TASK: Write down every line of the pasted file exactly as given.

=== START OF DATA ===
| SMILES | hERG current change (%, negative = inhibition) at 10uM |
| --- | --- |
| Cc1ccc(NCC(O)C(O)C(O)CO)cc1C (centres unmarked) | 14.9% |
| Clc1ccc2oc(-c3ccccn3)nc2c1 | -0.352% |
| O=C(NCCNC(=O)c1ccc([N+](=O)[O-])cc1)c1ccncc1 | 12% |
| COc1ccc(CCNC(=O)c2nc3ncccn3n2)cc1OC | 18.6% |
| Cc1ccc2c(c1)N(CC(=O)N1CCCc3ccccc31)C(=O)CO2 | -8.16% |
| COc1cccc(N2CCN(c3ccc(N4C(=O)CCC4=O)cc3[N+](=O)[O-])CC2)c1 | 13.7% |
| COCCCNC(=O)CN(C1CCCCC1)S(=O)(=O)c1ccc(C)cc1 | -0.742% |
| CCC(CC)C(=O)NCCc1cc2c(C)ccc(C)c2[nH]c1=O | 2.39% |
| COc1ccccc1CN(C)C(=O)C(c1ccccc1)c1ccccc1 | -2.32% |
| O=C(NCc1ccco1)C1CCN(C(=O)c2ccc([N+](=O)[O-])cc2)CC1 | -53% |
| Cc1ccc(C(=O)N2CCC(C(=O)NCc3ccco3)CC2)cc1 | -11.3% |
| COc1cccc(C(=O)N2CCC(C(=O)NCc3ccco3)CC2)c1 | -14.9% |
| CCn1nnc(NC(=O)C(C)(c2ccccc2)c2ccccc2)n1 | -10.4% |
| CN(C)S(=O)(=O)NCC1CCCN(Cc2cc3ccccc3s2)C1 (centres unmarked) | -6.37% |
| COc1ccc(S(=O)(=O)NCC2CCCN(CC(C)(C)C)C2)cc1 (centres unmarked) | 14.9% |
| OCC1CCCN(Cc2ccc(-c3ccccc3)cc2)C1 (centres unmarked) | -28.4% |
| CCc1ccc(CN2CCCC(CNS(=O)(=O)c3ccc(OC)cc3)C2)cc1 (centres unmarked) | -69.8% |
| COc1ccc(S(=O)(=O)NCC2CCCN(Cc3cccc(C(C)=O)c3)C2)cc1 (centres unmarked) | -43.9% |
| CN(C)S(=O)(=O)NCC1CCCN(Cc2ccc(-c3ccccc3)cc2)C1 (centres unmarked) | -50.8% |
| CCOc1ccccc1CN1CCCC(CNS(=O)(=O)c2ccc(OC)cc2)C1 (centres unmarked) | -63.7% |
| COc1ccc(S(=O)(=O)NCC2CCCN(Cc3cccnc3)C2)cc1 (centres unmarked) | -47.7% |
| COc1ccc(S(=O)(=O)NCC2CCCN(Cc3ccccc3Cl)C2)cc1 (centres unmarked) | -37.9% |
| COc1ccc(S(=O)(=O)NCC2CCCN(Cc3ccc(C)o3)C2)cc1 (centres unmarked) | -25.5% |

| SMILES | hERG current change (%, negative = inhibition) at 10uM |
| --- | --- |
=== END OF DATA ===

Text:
| SMILES | hERG current change (%, negative = inhibition) at 10uM |
| --- | --- |
| Cc1ccc(NCC(O)C(O)C(O)CO)cc1C (centres unmarked) | 14.9% |
| Clc1ccc2oc(-c3ccccn3)nc2c1 | -0.352% |
| O=C(NCCNC(=O)c1ccc([N+](=O)[O-])cc1)c1ccncc1 | 12% |
| COc1ccc(CCNC(=O)c2nc3ncccn3n2)cc1OC | 18.6% |
| Cc1ccc2c(c1)N(CC(=O)N1CCCc3ccccc31)C(=O)CO2 | -8.16% |
| COc1cccc(N2CCN(c3ccc(N4C(=O)CCC4=O)cc3[N+](=O)[O-])CC2)c1 | 13.7% |
| COCCCNC(=O)CN(C1CCCCC1)S(=O)(=O)c1ccc(C)cc1 | -0.742% |
| CCC(CC)C(=O)NCCc1cc2c(C)ccc(C)c2[nH]c1=O | 2.39% |
| COc1ccccc1CN(C)C(=O)C(c1ccccc1)c1ccccc1 | -2.32% |
| O=C(NCc1ccco1)C1CCN(C(=O)c2ccc([N+](=O)[O-])cc2)CC1 | -53% |
| Cc1ccc(C(=O)N2CCC(C(=O)NCc3ccco3)CC2)cc1 | -11.3% |
| COc1cccc(C(=O)N2CCC(C(=O)NCc3ccco3)CC2)c1 | -14.9% |
| CCn1nnc(NC(=O)C(C)(c2ccccc2)c2ccccc2)n1 | -10.4% |
| CN(C)S(=O)(=O)NCC1CCCN(Cc2cc3ccccc3s2)C1 (centres unmarked) | -6.37% |
| COc1ccc(S(=O)(=O)NCC2CCCN(CC(C)(C)C)C2)cc1 (centres unmarked) | 14.9% |
| OCC1CCCN(Cc2ccc(-c3ccccc3)cc2)C1 (centres unmarked) | -28.4% |
| CCc1ccc(CN2CCCC(CNS(=O)(=O)c3ccc(OC)cc3)C2)cc1 (centres unmarked) | -69.8% |
| COc1ccc(S(=O)(=O)NCC2CCCN(Cc3cccc(C(C)=O)c3)C2)cc1 (centres unmarked) | -43.9% |
| CN(C)S(=O)(=O)NCC1CCCN(Cc2ccc(-c3ccccc3)cc2)C1 (centres unmarked) | -50.8% |
| CCOc1ccccc1CN1CCCC(CNS(=O)(=O)c2ccc(OC)cc2)C1 (centres unmarked) | -63.7% |
| COc1ccc(S(=O)(=O)NCC2CCCN(Cc3cccnc3)C2)cc1 (centres unmarked) | -47.7% |
| COc1ccc(S(=O)(=O)NCC2CCCN(Cc3ccccc3Cl)C2)cc1 (centres unmarked) | -37.9% |
| COc1ccc(S(=O)(=O)NCC2CCCN(Cc3ccc(C)o3)C2)cc1 (centres unmarked) | -25.5% |

| SMILES | hERG current change (%, negative = inhibition) at 10uM |
| --- | --- |